How do you get culture right?

If you get the culture right, then most of the other stuff follows. -Tony Hsieh

Team effortI’ve been on large enterprise teams and lean, startup teams. Worked with for-profit companies and nonprofit organizations. There’s been times where everything felt right and times where everything was a challenge.

Creating great products, providing premier customer service and delivering results all start with one thing: culture.
StartupMyself and a few others recently founded a startup to change the way companies spend money, manage resources and deliver social impact. When a workforce can view their financial footprint, easily remove or repurpose what they no longer need and allocate a portion of the money saved to charity, companies become cost focused communities filled with people who care.

Our products success is still an unknown, but the team culture makes our work feel like a mission. The smart, creative people I’ve partnered with are turing an idea into a working technology. Here’s the 5 culture traits that keep us shipping, measuring, framing and building:

  1. Keeping it flat. This is a startup – no hierarchy, no titles. Startups are a team sport, everyones ideas and contributions matter. You deliver as a team or you don’t deliver. The promotions are won as a group, not as an individual.
  2. Consistent and constant feedback. Openly discussing goals, progress and setbacks are critical, at the individual and group level. This creates and controls a healthy, productive environment.
  3. Small, achievable goals and big, lofty goals. Weekly, monthly and longterm goal setting with the ability to shift when needed is critical. Along with our startup I’m passionate about long distance trail running. Running a 100 mile race requires crossing a dozen aid stations and check-ins before reaching the finish line. Same applies for shipping a new product. Doing regular check-ins while recognizing the small, measurable successes is all part of delivering a viable product.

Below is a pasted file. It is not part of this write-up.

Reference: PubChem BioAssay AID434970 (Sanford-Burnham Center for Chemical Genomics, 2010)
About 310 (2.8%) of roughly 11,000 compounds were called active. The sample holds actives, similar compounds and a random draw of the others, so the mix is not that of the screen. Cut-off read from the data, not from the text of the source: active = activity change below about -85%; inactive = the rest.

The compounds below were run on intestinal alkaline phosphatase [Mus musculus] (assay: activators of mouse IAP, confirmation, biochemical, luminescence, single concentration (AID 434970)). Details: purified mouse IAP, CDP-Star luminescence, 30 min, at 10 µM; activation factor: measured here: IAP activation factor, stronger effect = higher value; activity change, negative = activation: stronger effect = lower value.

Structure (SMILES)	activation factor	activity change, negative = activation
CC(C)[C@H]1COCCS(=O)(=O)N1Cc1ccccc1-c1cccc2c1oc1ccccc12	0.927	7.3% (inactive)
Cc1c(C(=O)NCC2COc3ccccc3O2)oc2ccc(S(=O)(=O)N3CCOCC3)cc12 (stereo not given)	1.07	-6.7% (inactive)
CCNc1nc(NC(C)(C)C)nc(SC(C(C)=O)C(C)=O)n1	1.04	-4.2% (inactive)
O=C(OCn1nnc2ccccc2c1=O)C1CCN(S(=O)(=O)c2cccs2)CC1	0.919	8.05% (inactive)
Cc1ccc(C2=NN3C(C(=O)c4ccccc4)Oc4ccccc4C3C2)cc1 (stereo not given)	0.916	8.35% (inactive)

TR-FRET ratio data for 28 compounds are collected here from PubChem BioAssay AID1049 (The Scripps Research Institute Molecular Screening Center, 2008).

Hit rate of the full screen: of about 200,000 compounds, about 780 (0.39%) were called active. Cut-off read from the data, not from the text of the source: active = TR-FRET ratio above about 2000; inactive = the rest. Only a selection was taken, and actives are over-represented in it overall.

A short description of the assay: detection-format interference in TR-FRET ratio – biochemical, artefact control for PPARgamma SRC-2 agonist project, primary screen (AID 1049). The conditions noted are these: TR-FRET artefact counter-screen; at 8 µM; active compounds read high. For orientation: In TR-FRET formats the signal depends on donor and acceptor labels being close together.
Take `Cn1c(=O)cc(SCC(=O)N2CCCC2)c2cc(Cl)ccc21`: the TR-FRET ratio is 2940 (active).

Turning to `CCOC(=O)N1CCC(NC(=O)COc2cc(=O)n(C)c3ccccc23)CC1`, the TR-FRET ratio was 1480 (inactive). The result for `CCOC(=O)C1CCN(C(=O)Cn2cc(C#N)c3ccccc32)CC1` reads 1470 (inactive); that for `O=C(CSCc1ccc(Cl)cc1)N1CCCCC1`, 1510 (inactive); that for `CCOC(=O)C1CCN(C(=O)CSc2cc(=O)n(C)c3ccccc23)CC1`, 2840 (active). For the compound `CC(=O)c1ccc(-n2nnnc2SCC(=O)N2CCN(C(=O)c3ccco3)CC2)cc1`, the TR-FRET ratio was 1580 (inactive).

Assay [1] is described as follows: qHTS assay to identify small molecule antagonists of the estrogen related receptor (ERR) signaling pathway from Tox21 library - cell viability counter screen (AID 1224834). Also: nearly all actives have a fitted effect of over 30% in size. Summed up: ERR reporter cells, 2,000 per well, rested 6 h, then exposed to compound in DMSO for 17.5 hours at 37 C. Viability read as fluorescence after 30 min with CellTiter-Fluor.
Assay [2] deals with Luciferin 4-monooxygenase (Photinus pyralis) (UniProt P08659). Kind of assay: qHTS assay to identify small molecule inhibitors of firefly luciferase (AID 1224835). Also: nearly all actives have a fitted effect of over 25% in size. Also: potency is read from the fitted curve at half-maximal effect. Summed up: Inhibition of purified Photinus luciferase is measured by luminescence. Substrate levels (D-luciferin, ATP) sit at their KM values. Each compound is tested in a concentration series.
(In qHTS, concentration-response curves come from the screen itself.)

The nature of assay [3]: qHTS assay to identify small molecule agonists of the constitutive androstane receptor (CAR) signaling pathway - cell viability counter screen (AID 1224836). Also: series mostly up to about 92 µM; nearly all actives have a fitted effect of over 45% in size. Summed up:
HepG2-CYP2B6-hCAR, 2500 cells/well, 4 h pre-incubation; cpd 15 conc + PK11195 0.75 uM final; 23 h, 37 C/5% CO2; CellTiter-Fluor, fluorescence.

4. Working Out LoudWorking out loud. Sharing our work with others has allowed us to grow our network,
    crowdsource ideas and build meaningful relationships. By doing so we’ve connected with entrepreneurial thought leaders at Foundry Group, Techstars and MergeLane. The advice and benefits we’ve received are unquantifiable. I’m encouraged not just when I’m told to “keep going!” but also when someone raises a new problem to solve or presents a different approach for thought.
  5. Celebrating with one another, not over each other. Collectively, as a team we feel the ups and downs, it’s part of the startup journey. When a new plugin, design or release has gone well, we celebrate. If it was easy it’d already be done, it’s important to acknowledge the wins together.

3 must-haves to start a charity

Recently I connected with Amelia Dickerson and Michael Oliva to startup the newest chapter for Achilles International. Both Amelia and Michael are driven and motivated to expand and grow Achilles wherever there is demand or need for adaptive sport programs. I was lucky to be invited to help build a program, be part of the journey and learn a lot along the way.

Here are 3 essential must-haves I’ve learned over the past 8 weeks by working with smart, passionate people, turning an idea into a sustainable community for athletes of all abilities.

Commitment

“Unless commitment is made, there are only promises and hopes; but no plans.” ~Peter Drucker

CommitmentCommitment of a few can spread to many. It’s about showing up when conditions are less than ideal and at times we’re not 100%. Whether it’s playing an active role or being there to support others, commitment matters. The more people commit themselves to a cause or purpose the more that initial passion turns into a movement.

Embrace challenge

“Don’t give up! It’s not over. The universe is balanced. Every set-back bears with it the seeds of a come-back.” ~ Steve Maraboli

challengeTurning an idea or concept into something tangible is not easy. There’s challenge in experimentation, building awareness, overcoming barriers and finding the right ingredients to make it all work. Some things stick, some things are lessons along the way. A challenge today could be a lesson that leads to success tomorrow. Find joy in the challenge.

Lean-on others

Scott Jurek - Achilles

Scott Jurek guiding at the BoulderBOULDER10k

Had a blast guiding a blind runner, Luanne, in the BolderBOULDER 10k this morning! She did awesome, finished in 48:08, 5th place in her age division (52yrs)! Thanks to Achilles International for the opportunity.” ~Scott Jerek

A movement is started by early followers, not the leader. Find other people and groups to champion your effort, it’s critical. In a few short weeks we’ve had an overflow of support from the running community, city council, other adaptive sport programs and local businesses. People genuinely want others to succeed and help when given the opportunity. Lean on those people.